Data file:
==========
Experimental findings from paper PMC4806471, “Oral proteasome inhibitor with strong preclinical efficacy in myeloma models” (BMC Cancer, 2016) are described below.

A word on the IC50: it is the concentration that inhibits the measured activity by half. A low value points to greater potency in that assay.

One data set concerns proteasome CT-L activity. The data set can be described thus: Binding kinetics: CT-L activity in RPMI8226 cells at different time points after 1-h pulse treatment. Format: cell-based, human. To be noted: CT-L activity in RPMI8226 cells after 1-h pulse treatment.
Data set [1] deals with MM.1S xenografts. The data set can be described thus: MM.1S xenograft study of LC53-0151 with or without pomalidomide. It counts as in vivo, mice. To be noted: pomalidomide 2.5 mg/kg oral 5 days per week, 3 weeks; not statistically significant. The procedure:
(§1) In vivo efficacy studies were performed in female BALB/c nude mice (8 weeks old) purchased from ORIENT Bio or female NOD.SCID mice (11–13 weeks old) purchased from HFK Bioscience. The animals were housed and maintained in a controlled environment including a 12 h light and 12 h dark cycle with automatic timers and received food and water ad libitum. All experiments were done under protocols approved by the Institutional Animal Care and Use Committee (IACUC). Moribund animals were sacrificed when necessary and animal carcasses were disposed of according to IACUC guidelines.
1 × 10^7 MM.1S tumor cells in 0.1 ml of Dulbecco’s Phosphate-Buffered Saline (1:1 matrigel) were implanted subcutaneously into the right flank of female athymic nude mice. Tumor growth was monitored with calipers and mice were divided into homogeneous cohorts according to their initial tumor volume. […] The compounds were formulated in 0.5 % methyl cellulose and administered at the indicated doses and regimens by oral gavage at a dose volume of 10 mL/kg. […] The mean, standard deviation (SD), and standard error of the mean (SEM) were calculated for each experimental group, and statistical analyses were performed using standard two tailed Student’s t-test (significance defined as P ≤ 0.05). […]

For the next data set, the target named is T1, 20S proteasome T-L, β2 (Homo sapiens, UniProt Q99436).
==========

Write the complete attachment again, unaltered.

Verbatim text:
Experimental findings from paper PMC4806471, “Oral proteasome inhibitor with strong preclinical efficacy in myeloma models” (BMC Cancer, 2016) are described below.

A word on the IC50: it is the concentration that inhibits the measured activity by half. A low value points to greater potency in that assay.

One data set concerns proteasome CT-L activity. The data set can be described thus: Binding kinetics: CT-L activity in RPMI8226 cells at different time points after 1-h pulse treatment. Format: cell-based, human. To be noted: CT-L activity in RPMI8226 cells after 1-h pulse treatment.
Data set [1] deals with MM.1S xenografts. The data set can be described thus: MM.1S xenograft study of LC53-0151 with or without pomalidomide. It counts as in vivo, mice. To be noted: pomalidomide 2.5 mg/kg oral 5 days per week, 3 weeks; not statistically significant. The procedure:
(§1) In vivo efficacy studies were performed in female BALB/c nude mice (8 weeks old) purchased from ORIENT Bio or female NOD.SCID mice (11–13 weeks old) purchased from HFK Bioscience. The animals were housed and maintained in a controlled environment including a 12 h light and 12 h dark cycle with automatic timers and received food and water ad libitum. All experiments were done under protocols approved by the Institutional Animal Care and Use Committee (IACUC). Moribund animals were sacrificed when necessary and animal carcasses were disposed of according to IACUC guidelines.
1 × 10^7 MM.1S tumor cells in 0.1 ml of Dulbecco’s Phosphate-Buffered Saline (1:1 matrigel) were implanted subcutaneously into the right flank of female athymic nude mice. Tumor growth was monitored with calipers and mice were divided into homogeneous cohorts according to their initial tumor volume. […] The compounds were formulated in 0.5 % methyl cellulose and administered at the indicated doses and regimens by oral gavage at a dose volume of 10 mL/kg. […] The mean, standard deviation (SD), and standard error of the mean (SEM) were calculated for each experimental group, and statistical analyses were performed using standard two tailed Student’s t-test (significance defined as P ≤ 0.05). […]

For the next data set, the target named is T1, 20S proteasome T-L, β2 (Homo sapiens, UniProt Q99436).